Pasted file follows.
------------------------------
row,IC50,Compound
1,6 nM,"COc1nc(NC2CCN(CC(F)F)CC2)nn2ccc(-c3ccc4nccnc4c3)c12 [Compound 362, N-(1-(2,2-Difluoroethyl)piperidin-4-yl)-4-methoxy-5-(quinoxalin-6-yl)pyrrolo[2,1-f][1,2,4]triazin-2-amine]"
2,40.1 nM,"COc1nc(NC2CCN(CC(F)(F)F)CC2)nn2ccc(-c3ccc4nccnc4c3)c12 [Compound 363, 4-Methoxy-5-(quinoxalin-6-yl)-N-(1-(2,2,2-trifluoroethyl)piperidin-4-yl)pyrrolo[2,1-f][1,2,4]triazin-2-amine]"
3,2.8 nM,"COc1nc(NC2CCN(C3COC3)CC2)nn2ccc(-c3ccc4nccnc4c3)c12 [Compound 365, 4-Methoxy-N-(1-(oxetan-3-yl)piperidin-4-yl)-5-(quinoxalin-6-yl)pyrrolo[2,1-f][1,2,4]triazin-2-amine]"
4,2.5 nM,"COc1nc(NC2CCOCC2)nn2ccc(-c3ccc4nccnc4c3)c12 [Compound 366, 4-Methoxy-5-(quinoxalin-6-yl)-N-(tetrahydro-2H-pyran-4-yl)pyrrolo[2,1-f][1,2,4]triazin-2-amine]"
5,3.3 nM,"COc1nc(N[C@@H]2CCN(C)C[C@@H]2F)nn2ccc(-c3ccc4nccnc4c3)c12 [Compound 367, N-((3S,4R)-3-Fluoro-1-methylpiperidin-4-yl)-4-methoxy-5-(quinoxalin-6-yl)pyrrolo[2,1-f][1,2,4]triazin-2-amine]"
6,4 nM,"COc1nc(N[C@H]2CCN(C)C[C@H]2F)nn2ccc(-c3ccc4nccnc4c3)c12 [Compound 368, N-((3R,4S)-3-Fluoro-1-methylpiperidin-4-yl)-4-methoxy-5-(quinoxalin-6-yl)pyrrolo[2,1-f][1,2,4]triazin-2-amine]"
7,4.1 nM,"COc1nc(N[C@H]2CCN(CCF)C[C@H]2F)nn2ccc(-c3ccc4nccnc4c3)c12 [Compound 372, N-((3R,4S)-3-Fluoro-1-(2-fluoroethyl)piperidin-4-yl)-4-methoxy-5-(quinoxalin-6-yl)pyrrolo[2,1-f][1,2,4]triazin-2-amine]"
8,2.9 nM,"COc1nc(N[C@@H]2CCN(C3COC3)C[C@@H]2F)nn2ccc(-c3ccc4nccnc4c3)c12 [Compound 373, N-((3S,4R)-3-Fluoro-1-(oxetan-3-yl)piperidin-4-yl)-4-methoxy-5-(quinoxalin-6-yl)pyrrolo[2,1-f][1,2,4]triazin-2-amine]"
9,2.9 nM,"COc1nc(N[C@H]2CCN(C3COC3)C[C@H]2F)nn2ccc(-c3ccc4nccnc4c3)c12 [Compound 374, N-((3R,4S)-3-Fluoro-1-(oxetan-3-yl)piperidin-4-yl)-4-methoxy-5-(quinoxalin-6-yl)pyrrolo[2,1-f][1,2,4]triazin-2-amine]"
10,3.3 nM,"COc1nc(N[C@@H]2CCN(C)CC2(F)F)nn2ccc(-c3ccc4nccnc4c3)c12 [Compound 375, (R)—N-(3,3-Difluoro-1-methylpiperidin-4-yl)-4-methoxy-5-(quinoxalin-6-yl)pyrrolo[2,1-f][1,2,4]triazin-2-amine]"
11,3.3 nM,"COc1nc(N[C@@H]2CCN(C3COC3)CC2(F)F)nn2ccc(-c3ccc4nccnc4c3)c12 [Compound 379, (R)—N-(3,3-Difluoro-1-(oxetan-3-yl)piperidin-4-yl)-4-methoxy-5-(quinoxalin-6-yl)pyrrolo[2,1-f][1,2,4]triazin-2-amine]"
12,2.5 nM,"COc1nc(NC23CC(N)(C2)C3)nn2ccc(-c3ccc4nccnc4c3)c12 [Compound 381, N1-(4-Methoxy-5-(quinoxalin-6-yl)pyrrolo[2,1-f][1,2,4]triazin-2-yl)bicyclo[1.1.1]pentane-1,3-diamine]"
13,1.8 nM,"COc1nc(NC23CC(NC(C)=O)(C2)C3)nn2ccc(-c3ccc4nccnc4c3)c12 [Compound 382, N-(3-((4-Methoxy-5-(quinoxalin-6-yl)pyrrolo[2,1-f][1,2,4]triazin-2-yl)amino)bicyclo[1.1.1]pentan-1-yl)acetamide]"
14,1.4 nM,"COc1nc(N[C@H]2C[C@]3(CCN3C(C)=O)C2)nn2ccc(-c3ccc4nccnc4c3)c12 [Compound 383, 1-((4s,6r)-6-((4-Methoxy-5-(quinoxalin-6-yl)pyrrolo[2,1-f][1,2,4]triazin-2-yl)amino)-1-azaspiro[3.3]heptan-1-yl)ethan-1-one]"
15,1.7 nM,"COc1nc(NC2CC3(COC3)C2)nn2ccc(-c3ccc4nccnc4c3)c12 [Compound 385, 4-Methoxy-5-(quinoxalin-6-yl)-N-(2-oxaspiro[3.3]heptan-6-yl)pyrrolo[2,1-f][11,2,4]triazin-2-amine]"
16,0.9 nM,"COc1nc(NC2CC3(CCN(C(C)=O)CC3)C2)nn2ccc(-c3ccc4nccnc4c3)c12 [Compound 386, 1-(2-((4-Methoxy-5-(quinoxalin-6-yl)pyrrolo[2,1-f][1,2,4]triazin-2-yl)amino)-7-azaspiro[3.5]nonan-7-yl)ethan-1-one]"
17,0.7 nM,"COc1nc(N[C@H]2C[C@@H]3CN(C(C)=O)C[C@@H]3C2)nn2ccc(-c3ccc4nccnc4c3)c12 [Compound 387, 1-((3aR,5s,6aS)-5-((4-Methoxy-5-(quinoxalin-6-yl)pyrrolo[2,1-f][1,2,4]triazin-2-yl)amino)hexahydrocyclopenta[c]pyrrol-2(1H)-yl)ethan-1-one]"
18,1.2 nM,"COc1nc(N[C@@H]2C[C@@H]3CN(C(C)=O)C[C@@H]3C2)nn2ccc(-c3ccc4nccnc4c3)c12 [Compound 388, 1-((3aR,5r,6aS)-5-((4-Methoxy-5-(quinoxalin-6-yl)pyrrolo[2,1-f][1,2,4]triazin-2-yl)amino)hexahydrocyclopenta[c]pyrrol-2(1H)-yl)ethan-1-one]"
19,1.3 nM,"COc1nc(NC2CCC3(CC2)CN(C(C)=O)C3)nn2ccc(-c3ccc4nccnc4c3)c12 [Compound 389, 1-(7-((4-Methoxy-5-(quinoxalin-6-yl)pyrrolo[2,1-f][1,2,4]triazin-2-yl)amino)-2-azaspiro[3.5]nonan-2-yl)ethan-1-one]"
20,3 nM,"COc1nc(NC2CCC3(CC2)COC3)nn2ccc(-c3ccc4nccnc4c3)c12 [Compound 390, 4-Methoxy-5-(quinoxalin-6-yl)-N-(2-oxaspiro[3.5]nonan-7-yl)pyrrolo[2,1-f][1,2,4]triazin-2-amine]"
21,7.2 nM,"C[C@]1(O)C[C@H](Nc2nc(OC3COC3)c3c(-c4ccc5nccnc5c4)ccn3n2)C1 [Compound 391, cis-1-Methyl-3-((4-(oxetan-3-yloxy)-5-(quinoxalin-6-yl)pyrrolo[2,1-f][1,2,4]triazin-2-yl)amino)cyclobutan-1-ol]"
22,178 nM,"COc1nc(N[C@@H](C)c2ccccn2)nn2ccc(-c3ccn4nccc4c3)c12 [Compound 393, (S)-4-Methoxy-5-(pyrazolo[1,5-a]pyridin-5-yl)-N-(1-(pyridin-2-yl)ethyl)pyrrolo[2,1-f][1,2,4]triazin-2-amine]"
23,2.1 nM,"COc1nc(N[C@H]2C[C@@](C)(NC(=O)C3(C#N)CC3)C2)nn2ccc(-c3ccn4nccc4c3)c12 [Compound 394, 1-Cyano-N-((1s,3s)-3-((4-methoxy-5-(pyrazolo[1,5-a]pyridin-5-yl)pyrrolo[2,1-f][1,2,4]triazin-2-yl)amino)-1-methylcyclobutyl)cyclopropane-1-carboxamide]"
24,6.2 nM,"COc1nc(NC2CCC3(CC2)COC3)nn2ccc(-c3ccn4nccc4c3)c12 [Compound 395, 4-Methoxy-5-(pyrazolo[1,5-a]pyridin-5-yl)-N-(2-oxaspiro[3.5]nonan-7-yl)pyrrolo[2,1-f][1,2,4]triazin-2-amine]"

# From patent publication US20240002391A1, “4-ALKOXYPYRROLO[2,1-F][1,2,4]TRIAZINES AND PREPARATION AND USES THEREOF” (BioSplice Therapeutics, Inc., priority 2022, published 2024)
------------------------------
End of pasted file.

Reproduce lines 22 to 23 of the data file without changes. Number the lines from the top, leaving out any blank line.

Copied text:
21,7.2 nM,"C[C@]1(O)C[C@H](Nc2nc(OC3COC3)c3c(-c4ccc5nccnc5c4)ccn3n2)C1 [Compound 391, cis-1-Methyl-3-((4-(oxetan-3-yloxy)-5-(quinoxalin-6-yl)pyrrolo[2,1-f][1,2,4]triazin-2-yl)amino)cyclobutan-1-ol]"
22,178 nM,"COc1nc(N[C@@H](C)c2ccccn2)nn2ccc(-c3ccn4nccc4c3)c12 [Compound 393, (S)-4-Methoxy-5-(pyrazolo[1,5-a]pyridin-5-yl)-N-(1-(pyridin-2-yl)ethyl)pyrrolo[2,1-f][1,2,4]triazin-2-amine]"